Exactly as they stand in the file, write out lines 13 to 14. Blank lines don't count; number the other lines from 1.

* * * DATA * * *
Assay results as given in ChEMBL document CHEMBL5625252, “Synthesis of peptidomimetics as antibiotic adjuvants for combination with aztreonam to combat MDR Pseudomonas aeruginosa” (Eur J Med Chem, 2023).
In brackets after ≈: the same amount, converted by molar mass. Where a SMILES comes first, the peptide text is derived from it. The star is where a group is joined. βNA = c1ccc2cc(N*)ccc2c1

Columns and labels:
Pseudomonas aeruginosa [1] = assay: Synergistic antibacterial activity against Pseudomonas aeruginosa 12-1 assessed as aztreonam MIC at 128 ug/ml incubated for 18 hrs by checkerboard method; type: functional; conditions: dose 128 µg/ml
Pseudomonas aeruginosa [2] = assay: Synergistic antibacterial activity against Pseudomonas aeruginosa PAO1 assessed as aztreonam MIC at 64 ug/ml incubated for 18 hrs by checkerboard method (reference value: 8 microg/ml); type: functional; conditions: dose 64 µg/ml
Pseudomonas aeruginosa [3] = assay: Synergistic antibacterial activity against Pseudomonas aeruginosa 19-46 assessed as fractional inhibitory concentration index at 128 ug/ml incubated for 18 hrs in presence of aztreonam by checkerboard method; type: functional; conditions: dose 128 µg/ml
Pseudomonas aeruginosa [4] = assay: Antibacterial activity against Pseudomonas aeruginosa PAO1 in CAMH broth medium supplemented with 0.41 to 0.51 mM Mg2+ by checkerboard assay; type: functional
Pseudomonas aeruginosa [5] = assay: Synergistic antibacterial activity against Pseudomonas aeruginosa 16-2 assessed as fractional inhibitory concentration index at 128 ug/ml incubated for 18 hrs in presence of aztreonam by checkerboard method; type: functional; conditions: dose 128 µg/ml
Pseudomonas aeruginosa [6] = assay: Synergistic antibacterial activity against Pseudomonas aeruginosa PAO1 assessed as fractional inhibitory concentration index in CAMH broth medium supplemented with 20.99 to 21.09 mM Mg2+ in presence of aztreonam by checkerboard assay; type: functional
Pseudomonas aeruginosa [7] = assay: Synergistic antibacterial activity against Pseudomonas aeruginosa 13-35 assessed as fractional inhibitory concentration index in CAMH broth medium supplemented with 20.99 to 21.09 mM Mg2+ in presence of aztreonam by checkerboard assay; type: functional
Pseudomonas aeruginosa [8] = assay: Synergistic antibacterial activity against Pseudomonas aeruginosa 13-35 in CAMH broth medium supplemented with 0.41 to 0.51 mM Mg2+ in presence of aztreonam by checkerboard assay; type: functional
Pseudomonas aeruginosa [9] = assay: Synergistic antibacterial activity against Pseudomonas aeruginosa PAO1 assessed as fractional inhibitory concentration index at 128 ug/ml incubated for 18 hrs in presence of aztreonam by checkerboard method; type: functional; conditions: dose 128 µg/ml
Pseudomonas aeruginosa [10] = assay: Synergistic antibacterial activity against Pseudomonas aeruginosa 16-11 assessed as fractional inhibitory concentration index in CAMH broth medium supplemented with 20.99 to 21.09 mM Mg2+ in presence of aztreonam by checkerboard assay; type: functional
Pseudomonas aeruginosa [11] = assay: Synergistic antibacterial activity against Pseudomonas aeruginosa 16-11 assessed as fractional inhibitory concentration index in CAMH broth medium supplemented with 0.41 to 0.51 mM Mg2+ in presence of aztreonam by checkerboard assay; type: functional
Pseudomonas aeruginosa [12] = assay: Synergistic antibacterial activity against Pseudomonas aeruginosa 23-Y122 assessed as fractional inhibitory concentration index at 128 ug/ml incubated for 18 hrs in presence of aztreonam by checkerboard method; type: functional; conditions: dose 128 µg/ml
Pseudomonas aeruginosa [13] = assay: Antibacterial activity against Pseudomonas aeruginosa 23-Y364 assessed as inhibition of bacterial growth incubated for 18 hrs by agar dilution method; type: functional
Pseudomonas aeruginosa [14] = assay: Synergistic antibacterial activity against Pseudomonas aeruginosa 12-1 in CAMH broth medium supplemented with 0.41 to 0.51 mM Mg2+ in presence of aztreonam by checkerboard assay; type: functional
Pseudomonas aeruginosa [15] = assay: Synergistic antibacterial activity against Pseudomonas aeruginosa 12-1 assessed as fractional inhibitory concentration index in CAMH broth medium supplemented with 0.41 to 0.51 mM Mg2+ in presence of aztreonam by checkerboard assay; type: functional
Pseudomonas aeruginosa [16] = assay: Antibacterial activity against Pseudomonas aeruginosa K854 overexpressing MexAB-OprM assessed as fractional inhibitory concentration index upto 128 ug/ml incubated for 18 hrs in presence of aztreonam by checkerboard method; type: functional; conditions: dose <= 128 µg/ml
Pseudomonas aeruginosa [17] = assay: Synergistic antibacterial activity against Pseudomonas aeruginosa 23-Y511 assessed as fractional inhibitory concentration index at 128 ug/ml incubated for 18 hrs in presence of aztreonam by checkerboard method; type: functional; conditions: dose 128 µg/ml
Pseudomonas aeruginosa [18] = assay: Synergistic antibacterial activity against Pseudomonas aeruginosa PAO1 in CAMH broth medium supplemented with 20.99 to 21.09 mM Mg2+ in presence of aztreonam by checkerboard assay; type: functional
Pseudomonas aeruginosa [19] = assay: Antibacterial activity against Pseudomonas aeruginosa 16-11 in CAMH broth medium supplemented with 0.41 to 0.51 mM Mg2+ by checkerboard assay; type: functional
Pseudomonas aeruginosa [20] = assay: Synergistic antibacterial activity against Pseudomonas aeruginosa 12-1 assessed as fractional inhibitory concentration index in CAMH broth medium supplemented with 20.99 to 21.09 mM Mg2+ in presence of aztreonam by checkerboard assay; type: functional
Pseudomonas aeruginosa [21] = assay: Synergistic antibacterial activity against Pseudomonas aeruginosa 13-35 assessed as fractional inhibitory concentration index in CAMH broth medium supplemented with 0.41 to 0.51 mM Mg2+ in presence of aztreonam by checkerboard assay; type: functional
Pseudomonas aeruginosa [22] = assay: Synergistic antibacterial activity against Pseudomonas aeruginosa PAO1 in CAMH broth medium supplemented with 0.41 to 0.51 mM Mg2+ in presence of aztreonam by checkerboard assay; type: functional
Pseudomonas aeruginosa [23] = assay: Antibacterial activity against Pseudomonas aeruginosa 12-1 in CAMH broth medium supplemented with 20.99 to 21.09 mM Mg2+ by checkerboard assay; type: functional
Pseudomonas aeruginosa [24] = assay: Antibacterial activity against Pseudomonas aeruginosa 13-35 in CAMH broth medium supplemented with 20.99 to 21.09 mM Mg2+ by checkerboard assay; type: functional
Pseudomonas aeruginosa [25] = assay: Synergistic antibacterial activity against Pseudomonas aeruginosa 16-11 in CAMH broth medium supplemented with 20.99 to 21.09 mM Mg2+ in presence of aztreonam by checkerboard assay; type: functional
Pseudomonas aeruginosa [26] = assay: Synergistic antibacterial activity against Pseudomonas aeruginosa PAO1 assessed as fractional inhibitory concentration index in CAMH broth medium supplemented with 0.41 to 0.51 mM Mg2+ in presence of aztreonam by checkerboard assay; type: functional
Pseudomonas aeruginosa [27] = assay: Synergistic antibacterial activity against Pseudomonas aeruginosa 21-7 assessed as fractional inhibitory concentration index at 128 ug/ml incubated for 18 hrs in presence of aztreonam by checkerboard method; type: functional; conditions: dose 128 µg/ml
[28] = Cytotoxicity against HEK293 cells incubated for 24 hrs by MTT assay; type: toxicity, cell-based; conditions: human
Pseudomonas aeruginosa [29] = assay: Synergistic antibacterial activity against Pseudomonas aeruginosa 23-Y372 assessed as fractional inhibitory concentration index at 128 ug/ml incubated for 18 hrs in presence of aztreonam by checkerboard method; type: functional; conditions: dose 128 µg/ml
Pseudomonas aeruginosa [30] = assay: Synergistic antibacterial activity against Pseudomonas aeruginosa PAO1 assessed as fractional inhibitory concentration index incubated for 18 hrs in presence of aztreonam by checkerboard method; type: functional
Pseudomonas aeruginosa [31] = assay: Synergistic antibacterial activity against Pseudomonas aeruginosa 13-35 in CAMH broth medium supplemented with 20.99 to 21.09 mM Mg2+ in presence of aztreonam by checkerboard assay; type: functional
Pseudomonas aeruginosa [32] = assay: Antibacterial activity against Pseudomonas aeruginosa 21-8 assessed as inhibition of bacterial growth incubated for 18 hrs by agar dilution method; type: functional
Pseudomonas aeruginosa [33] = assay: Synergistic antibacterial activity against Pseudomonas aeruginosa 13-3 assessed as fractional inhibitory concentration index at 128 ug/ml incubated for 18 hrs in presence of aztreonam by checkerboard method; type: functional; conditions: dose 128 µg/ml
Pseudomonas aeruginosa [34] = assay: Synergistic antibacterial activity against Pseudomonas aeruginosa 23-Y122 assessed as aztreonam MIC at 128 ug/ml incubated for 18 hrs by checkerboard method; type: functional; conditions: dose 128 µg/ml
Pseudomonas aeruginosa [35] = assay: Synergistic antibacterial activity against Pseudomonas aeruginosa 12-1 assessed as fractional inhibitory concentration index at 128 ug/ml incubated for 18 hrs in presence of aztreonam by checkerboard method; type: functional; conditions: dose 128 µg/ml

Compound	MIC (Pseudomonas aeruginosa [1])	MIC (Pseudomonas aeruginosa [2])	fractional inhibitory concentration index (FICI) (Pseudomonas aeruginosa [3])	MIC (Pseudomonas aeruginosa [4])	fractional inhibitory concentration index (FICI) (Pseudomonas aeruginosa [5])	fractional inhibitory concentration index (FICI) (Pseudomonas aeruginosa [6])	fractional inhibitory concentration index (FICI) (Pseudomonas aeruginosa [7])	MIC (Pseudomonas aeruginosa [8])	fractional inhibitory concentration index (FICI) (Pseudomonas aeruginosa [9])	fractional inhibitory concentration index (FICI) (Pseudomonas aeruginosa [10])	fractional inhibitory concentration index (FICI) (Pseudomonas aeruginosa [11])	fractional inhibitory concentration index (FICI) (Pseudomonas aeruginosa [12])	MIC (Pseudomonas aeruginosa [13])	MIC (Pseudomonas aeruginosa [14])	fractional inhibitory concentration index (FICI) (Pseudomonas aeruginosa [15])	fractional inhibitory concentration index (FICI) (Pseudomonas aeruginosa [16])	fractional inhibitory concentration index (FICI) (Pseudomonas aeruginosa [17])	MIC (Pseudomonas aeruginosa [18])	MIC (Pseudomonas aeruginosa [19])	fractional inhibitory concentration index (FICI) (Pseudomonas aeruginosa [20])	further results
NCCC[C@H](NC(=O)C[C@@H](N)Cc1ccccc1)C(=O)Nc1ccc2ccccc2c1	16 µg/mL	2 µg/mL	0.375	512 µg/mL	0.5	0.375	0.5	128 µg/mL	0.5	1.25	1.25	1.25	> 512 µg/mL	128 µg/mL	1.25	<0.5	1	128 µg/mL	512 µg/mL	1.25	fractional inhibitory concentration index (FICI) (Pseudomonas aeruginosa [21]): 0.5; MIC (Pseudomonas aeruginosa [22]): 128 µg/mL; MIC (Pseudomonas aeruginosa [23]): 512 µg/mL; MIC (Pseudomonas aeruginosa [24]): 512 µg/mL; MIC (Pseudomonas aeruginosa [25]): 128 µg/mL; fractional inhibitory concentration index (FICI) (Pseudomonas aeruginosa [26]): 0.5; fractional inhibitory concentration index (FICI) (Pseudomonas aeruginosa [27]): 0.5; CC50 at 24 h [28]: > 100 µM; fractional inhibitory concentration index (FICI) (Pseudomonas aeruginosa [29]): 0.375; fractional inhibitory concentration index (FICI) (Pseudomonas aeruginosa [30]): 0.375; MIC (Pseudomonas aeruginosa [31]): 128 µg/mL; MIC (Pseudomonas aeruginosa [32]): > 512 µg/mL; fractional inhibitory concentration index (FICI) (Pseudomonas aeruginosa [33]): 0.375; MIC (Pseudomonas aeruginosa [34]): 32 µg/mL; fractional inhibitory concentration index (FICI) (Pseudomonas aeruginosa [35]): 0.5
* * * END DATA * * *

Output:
Pseudomonas aeruginosa [10] = assay: Synergistic antibacterial activity against Pseudomonas aeruginosa 16-11 assessed as fractional inhibitory concentration index in CAMH broth medium supplemented with 20.99 to 21.09 mM Mg2+ in presence of aztreonam by checkerboard assay; type: functional
Pseudomonas aeruginosa [11] = assay: Synergistic antibacterial activity against Pseudomonas aeruginosa 16-11 assessed as fractional inhibitory concentration index in CAMH broth medium supplemented with 0.41 to 0.51 mM Mg2+ in presence of aztreonam by checkerboard assay; type: functional